The role of small modular nuclear reactors in meeting climate goals

NuScale Power Reactor Building (Courtesy: U.S. Dept. of Energy)

Small modular nuclear reactors could play an important role in decarbonizing power grids and meeting climate goals set by the Paris Agreement, according to a new report.

Wood Mackenzie estimates that the world needs $2 trillion in capex to build new power capacity to decarbonize power grids. SMRs are an option for flexible, dispatchable power sources to accompany the rapid growth in power demand and renewable energy.

The levelized cost of electricity (LCOE) for a new SMR is currently upwards of $120 per megawatt-hour (MWh) for a typical market in Europe, the US or Japan. SMR costs can fall under $80/MWh in the 2030s with government support, technology innovation, and investments, according to Wood Mackenzie.

“As more fossil fuel-fired power plants are retired around the world, brownfield sites and transmission connections could be repurposed to be used by SMRs. But capex costs must fall 50% to compete with other flexible technologies,” said Prakash Sharma, Wood Mackenzie Asia Pacific Head of Markets and Transitions. “SMRs may still be at its infancy, but its potential is endless. They can play a role in producing low-carbon hydrogen, which is a cornerstone of almost all deep decarbonization scenarios."

At the COP26 United Nations climate summit, the U.S. Under Secretary of State for Arms Control and International Security Bonnie Jenkins announced $25 million of funding for clean nuclear energy, called the "Nuclear Futures Package."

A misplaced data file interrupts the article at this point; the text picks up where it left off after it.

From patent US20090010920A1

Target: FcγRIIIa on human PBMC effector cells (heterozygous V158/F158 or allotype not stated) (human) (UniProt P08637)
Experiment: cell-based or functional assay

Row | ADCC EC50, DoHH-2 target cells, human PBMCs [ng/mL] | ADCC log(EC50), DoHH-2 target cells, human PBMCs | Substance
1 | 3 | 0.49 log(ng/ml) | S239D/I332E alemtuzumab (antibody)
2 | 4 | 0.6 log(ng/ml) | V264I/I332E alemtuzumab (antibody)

The goals of the program are to advance large-scale nuclear power generation, demonstrate the potential of nuclear-produced hydrogen to fuel the clean energy transition, and advance innovations and research into SMRs.

Also at COP 26, U.S. Special Presidential Envoy for Climate John Kerry announced Romania's intent to build a first-of-a-kind small modular reactor plant by deploying U.S. clean energy technology.

The bipartisan infrastructure plan passed by Congress over the weekend included several provisions for nuclear research and deployment, including an order for the Dept. of Energy to develop a feasibility report for using nuclear energy to meet resilience and carbon reduction goals. The bill also authorized $6 billion of credits for nuclear energy.

Author

  • John Engel is a Content Director for Clarion Events. For the past decade, John has worked as a journalist across various mediums -- print, digital, radio, and television -- covering sports, news, and politics. He lives in Asheville, North Carolina with his wife, Malia. Have a story idea or a pitch? Email John at john.engel@clarionevents.com.

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